The event went socially viral and was capable to spread the desired message to the public. People have praised the efforts of the women participating in the longest head massage chain for bringing into light the long-lost tradition of head massage in India.
A huge crowd had lined up at the location to watch the mesmerising Guinness World Record of the massage chain. Hair oiling is essential to maintain the nourishment and shine of the hair follicles which also helps in preventing hairfall, dandruff and premature greying of hair.
Your support helped us create the GUINNESS WORLD RECORDS™ for the Longest head massage chain. We thank you for your love and support. pic.twitter.com/w0UngnclwY
New Delhi, Sep 11, 2017: Urban floods are entirely manmade with poorly maintained drains, plastic bags, shrinking open spaces and climate change contributing to accumulation of water on roads after a heavy downpour, experts say.
They said that steps such as rainwater harvesting, ban on use of plastic bags and better use of weather forecasts will go a long way in helping tackle flooding in cities after rains.
Heavy downpours have been disrupting normal life in almost all metro cities in India, with Mumbai bearing the brunt last month which led to death of at least six persons.
Experts said a range of factors including rapid migration to urban areas and “lackadaisical attitude” of civic authorities were among the factors that contribute to cities coming to a standstill after heavy rains.
They said citizens also have to behave responsibly and ensure that plastic bags or used food plates are not thrown in the open or in the neighbourhood drains.
V.K. Sharma, Senior Professor of Disaster Management at the Indian Institute of Public Administration (IIPA), said the cities need a proper system of garbage collection and sewage disposal and regular cleaning of drains.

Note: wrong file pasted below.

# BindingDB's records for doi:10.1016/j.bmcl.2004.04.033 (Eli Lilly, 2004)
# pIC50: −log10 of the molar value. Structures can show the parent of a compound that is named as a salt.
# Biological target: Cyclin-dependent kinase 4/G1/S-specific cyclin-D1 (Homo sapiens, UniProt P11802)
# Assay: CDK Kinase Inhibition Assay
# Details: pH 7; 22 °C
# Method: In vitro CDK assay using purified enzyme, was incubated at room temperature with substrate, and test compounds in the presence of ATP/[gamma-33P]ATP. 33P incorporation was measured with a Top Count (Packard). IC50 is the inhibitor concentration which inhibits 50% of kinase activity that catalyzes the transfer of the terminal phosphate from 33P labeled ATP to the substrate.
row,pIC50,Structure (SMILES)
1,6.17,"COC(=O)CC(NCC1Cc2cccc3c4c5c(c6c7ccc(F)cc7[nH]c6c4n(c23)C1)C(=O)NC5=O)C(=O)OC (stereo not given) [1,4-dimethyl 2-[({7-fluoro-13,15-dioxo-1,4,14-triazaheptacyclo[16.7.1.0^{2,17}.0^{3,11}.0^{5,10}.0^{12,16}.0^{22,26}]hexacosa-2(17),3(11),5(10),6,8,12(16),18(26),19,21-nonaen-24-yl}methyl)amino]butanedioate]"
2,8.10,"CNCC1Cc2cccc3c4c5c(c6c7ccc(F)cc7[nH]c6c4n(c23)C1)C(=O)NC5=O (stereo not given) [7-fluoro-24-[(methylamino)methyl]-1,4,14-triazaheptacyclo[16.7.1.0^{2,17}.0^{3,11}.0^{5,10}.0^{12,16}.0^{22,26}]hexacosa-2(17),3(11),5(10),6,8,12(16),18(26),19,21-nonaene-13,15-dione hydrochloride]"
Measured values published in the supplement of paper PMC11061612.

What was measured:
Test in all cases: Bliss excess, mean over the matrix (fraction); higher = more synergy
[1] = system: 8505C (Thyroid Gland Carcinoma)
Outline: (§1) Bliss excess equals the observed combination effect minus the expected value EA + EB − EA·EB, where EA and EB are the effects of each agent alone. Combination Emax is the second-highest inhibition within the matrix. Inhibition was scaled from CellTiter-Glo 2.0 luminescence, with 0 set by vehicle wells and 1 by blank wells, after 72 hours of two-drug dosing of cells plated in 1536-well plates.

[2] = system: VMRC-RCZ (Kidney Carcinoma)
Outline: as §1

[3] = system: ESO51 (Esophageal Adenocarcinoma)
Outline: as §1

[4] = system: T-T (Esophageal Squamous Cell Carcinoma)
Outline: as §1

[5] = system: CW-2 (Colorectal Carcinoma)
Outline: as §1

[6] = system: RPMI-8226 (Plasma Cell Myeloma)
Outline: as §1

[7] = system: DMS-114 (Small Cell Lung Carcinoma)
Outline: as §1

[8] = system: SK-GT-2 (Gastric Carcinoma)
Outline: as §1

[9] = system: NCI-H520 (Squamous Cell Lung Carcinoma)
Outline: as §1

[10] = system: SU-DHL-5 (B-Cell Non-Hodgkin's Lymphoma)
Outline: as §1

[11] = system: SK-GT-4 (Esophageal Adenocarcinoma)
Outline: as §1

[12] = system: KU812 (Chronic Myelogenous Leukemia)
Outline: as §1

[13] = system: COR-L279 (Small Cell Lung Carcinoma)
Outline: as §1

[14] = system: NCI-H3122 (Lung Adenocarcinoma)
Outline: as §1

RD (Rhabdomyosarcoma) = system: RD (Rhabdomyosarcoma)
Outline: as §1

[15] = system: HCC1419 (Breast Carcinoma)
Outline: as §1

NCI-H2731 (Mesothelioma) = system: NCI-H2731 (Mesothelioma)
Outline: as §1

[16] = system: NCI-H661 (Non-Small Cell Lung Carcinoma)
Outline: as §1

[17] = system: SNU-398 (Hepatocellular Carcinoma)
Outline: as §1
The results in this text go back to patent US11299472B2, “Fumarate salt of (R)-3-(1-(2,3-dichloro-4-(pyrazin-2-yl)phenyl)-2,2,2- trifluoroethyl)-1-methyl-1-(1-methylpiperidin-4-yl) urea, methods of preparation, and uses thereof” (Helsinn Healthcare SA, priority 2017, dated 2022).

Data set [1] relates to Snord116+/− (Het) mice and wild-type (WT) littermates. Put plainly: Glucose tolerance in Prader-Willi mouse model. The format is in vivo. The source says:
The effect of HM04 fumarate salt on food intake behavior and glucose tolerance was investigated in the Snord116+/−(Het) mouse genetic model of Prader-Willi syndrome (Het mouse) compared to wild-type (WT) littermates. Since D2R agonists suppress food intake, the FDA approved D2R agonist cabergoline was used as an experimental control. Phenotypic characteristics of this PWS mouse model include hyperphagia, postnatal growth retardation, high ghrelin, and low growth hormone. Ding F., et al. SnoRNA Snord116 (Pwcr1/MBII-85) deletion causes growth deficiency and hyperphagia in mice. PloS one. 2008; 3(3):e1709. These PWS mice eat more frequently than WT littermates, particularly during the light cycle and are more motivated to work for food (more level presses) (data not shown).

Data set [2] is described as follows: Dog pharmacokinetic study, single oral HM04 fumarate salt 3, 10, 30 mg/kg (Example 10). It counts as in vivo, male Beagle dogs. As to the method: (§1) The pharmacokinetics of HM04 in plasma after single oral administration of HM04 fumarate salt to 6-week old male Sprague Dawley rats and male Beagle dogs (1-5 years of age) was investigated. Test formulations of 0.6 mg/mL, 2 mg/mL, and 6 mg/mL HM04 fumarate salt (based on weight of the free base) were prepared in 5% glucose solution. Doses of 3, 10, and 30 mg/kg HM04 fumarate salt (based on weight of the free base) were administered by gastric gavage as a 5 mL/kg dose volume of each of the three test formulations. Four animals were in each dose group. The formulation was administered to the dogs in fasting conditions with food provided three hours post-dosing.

“It is true that poor drainage and sewage system is the real cause of urban flooding. There is also migration to cities which often leads to land encroachment and exerts pressure on the existing civic infrastructure,” Sharma told IANS.
Sharma said the urban planning has to have a long-term perspective and infrastructure should keep pace with growth of population. He said rain water harvesting should be made mandatory.
“There is also the need of fixing accountability of government officials and municipal authorities if drains are not properly cleaned. Strict penalties should be imposed on people throwing garbage in the open,” he said.
He said steps have been taken at some places to ban use of plastic bag but it should be enforced strictly.
“There is need to make people aware. This will also meet the larger goal of cleanliness,” he said.
Sharma said that prediction of the meteorological department are fairly accurate and authorities can issue timely alerts to people in case there is prediction of very heavy rainfall.
“This will also help prevent loss of life,” he said.
Santosh Kumar, a professor at the National Institute of Disaster Management with expertise in disaster risk reduction and policy planning, said climate change was also a factor in cities getting excessive rainfall.
“Urban flooding occurs when water flows into an urban region faster than it can be absorbed into the soil. Earlier, a city received such amount of rainfall in two to three weeks,” Kumar said, referring to Mumbai getting 350 mm rainfall on August 29-30.
He said the cities do not have spaces to absorb the excess water or to store it.
“Rapid urbanisation, industrialisation and population growth have also contributed to drainage systems getting congested. These drains are not able to take the pressure of huge water accumulated due to heavy rain, leading to waterlogging,” Kumar told IANS.
He said steps should be taken to improve garbage disposal and ensure that plastics do not find their way to drains.
“Urban ecosystems comprising marshlands, wetlands, lakes and rivers have steadily deteriorated,” Kumar added.
Vinod Kumar Jain, director of NGO Tapas which works in revival of water bodies in Delhi, said “water harvesting can play a significant role in reducing the chances of flooding in urban areas.”
Rainwater harvesting refers to trapping and storing rainwater so that it can be used at a later time when the need arises.
Heavy rainfall in Delhi last month had flooded roads and caused huge traffic snarls. On August 19, many parts of Chandigarh were flooded due to heavy rains. Chennai had witnessed severe flooding in 2015 while floods in Mumbai in 2005 had killed over 500 people. (IANS)